Meconium in the Amniotic Fluid of Pregnancies Complicated by Preterm Premature Rupture of Membranes is Associated With Early Onset Neonatal Sepsis

Michael J. Kupfermine, Elizabeth Wickstrom, Nam H. Gho, Patricia M. Garcia

Research output: Contribution to journalArticlepeer-review

4 Scopus citations

Abstract

Objective: This study was to determine the significance of meconium in the amniotic fluid of pregnancies complicated by preterm premature rupture of membranes (PPROM) without labor. Methods: A case-control study of 31 pregnancies complicated by PPROM at 27-36 weeks gestation with meconium present (study group) and 93 pregnancies complicated by PPROM but without meconium was performed. The patients were matched for year of delivery, gestational age, race, and parity. Pregnancy and neonatal outcome variables of the 2 groups were compared. Results: The incidence of early onset neonatal sepsis was significantly increased in the study group (16.1% vs. 1.1%; P < 0.001). Similarly, chorioamnionitis (48.3% vs. 22.5%; P < 0.01), cesarean delivery for a nonreassuring fetal heart rate pattern (19.4% vs. 3.2%; P < 0.01), a 5-min Apgar score < 7 (22.5% vs. 8.6%; P < 0.05), and fetal growth retardation (FGR) (12.9% vs. 2.2%; P < 0.05) were also more common in pregnancies complicated by PPROM with meconium. The mean umbilical cord arterial pH was significantly lower in these pregnancies (7.18 ± 0.07 vs. 7.28 ± 0.08; P < 0.001). After controlling for confounding variables with multiple logistic regression analysis, we found that meconium in the amniotic fluid remained associated with early onset neonatal sepsis. Conclusions: The presence of meconium in the amniotic fluid of pregnancies complicated by PPROM is associated with an increased incidence of early onset neonatal group B ß-hemolytic streptococcus (GBBS) sepsis.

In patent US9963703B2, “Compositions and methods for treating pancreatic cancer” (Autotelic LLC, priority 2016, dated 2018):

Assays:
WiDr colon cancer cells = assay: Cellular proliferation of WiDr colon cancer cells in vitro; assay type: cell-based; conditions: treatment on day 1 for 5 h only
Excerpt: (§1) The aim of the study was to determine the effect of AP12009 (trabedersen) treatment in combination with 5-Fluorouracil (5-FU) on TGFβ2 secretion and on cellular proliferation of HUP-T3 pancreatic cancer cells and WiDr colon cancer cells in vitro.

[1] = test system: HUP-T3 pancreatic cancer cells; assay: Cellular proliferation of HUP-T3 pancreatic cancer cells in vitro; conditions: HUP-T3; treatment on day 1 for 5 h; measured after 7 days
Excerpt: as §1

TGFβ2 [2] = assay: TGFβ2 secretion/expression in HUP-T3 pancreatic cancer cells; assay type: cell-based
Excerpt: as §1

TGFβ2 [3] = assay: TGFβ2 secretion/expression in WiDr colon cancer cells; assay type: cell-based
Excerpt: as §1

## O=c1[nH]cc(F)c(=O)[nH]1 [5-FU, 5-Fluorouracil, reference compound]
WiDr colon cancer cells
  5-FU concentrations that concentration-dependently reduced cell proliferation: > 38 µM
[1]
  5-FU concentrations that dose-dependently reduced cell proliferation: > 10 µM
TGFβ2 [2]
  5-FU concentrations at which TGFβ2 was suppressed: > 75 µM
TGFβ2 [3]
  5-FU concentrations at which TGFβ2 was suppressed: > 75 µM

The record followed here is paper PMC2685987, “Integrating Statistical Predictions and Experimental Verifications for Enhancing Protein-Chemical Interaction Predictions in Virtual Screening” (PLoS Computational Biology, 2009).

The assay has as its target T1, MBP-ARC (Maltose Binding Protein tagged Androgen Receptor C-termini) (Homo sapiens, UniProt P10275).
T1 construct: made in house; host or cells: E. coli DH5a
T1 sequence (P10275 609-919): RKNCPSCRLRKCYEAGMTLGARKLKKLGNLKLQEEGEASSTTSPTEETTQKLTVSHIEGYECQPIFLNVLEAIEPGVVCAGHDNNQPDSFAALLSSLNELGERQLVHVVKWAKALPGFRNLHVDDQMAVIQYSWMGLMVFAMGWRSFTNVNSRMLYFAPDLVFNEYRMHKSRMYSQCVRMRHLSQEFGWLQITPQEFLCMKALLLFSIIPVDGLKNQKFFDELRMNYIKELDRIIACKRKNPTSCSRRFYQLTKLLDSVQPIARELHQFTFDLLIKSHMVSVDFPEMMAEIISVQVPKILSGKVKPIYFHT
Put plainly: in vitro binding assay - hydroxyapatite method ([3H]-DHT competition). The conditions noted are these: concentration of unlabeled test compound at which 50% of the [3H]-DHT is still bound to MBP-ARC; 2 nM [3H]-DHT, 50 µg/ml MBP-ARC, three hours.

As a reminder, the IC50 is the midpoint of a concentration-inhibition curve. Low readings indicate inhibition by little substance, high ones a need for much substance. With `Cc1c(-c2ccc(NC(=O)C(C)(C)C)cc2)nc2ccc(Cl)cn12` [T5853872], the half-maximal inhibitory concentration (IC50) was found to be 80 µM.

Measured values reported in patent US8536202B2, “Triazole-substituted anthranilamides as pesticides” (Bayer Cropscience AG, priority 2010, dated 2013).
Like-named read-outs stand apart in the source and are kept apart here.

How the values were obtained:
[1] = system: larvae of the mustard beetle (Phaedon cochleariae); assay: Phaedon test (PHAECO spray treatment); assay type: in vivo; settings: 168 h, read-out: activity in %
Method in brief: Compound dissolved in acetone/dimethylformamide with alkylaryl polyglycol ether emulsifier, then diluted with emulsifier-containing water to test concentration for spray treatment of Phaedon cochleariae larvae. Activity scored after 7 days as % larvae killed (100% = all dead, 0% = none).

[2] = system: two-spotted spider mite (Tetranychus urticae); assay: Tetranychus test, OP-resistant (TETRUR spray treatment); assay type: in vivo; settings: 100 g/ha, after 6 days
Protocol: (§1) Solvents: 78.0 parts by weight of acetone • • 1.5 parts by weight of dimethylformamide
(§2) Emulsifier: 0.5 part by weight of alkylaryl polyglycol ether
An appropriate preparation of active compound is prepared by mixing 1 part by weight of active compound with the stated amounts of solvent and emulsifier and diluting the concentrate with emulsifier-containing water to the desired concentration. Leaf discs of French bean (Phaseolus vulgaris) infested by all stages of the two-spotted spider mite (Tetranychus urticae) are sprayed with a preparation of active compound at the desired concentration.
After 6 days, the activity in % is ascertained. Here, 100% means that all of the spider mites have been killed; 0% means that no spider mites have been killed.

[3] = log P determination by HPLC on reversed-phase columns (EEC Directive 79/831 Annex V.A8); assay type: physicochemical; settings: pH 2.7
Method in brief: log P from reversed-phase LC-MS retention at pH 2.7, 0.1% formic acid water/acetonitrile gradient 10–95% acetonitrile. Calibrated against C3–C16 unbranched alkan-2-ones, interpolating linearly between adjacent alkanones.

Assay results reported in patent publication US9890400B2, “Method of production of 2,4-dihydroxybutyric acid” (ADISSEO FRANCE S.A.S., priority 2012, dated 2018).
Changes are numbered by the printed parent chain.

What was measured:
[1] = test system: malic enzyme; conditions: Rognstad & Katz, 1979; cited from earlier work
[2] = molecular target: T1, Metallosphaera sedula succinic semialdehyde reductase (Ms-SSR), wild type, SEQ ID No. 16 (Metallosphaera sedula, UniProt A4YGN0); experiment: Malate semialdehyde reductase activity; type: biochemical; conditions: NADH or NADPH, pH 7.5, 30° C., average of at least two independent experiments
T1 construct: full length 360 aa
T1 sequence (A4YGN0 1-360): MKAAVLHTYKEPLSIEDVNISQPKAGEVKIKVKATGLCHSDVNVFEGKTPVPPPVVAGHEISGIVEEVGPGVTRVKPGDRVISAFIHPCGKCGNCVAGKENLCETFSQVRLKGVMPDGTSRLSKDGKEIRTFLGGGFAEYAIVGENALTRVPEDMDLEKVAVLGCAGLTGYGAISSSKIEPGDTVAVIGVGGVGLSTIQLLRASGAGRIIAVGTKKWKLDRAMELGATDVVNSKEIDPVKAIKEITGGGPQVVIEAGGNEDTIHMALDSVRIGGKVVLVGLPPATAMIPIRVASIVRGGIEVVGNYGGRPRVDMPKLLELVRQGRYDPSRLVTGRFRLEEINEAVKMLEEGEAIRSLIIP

Original languageEnglish (US)
Pages (from-to)22-27
Number of pages6
JournalInfectious Diseases in Obstetrics and Gynecology
Volume3
Issue number1
DOIs
StatePublished - 1995

Keywords

  • Neonatal infection
  • group B ß-hemolytic streptococcus
  • intraamniotic infection

ASJC Scopus subject areas

  • Dermatology
  • Obstetrics and Gynecology
  • Infectious Diseases

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